So, where are the ladies?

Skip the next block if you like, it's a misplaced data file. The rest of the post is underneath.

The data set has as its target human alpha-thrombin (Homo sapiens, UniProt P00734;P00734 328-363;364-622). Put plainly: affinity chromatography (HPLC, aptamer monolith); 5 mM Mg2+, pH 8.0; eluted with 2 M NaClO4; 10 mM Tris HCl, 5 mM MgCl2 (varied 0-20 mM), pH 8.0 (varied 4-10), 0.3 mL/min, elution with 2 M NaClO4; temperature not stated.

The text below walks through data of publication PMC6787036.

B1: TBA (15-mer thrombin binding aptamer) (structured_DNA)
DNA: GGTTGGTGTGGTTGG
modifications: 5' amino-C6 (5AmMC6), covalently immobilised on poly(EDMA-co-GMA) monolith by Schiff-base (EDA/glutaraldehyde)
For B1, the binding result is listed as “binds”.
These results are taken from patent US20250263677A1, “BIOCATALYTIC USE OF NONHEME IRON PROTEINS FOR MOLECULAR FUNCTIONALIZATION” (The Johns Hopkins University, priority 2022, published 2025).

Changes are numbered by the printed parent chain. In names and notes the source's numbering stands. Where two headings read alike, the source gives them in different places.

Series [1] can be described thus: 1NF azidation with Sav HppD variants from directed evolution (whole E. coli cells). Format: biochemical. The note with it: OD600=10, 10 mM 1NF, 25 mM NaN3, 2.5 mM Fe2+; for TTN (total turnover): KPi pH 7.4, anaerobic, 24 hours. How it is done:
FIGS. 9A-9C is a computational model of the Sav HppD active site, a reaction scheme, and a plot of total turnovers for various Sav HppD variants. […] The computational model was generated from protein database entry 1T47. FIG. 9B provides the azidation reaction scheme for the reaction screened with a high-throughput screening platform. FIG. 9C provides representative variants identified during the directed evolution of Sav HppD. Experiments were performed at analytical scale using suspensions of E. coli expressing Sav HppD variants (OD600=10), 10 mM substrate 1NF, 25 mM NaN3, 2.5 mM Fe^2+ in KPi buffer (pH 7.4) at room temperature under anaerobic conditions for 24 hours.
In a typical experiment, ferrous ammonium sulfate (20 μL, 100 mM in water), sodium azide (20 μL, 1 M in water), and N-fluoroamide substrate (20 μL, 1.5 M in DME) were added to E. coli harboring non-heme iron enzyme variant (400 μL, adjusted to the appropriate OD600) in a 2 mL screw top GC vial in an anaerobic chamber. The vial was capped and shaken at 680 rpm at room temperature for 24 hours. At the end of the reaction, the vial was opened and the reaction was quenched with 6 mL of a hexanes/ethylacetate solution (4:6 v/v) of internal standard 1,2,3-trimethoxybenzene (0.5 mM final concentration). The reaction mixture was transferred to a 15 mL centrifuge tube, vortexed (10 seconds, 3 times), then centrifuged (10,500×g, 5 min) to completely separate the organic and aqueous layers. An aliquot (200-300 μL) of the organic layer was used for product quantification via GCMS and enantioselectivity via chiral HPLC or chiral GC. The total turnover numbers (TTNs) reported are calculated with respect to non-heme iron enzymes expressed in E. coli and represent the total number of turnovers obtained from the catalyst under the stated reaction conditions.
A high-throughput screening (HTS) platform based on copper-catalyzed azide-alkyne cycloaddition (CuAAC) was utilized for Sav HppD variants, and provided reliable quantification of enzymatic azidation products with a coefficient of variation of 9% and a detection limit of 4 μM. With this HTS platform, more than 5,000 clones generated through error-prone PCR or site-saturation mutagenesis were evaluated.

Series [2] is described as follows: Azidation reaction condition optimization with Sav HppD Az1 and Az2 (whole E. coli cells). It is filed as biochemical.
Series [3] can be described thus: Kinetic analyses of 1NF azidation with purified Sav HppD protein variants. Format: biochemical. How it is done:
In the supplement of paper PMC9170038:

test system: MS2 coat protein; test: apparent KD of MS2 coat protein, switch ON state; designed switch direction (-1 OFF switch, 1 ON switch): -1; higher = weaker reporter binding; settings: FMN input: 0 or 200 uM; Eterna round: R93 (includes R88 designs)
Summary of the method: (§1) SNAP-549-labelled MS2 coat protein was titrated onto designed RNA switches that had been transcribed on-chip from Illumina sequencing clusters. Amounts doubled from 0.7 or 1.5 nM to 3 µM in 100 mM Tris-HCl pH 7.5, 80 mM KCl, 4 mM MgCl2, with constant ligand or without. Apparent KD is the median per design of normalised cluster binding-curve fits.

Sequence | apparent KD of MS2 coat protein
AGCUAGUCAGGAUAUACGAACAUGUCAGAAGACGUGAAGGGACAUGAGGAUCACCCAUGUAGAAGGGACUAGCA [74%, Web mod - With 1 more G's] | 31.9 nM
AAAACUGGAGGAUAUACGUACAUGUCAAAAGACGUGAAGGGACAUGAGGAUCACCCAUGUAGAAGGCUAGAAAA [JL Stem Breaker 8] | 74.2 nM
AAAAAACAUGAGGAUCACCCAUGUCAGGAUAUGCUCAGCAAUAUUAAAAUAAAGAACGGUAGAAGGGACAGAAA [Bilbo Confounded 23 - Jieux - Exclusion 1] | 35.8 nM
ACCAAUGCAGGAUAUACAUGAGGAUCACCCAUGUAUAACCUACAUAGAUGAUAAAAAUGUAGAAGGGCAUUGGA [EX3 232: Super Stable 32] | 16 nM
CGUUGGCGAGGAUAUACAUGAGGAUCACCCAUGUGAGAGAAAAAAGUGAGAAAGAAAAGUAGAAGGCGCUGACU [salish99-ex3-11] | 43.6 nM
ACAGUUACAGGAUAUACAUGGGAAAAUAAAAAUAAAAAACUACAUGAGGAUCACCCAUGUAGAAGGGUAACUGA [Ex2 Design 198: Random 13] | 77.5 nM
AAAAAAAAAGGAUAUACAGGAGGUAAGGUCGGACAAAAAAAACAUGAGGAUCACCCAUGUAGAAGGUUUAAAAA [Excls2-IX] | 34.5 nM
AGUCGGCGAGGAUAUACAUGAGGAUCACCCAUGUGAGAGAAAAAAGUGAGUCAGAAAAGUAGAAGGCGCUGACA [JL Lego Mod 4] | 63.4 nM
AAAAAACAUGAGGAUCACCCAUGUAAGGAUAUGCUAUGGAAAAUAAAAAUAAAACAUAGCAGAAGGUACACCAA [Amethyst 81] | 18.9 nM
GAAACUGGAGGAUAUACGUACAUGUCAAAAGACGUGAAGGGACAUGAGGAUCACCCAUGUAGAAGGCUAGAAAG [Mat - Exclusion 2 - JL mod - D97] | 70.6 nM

*A few notes: I pick on Kate Cummings and Francis Clayton as they are both Western Theater women and I know of many [unnamed] parks and battle sites that include "special programs" on these women. I also limited my discussion to white women, as that would have been my perspective during the war; obviously women of color had even more complex experiences. Additionally, I know of a handful of places that do quality interpretation of women during the Civil War even at living history events, but the majority of Civil War sites do not begin any form of justice to interpretation of women. Finally, I am not saying that women shouldn't dress up as a males in modern interpretation; I am just challenging the content that most battle sites choose to include when they remember to talk about women. (Especially in that required month of March).**Even though I am back to operating as a free agent and not officially for the government, I feel I should keep up my disclaimer. These thoughts and opinions are entirely my non-caffeinated ramblings and do not officially represent any of the National Park Service.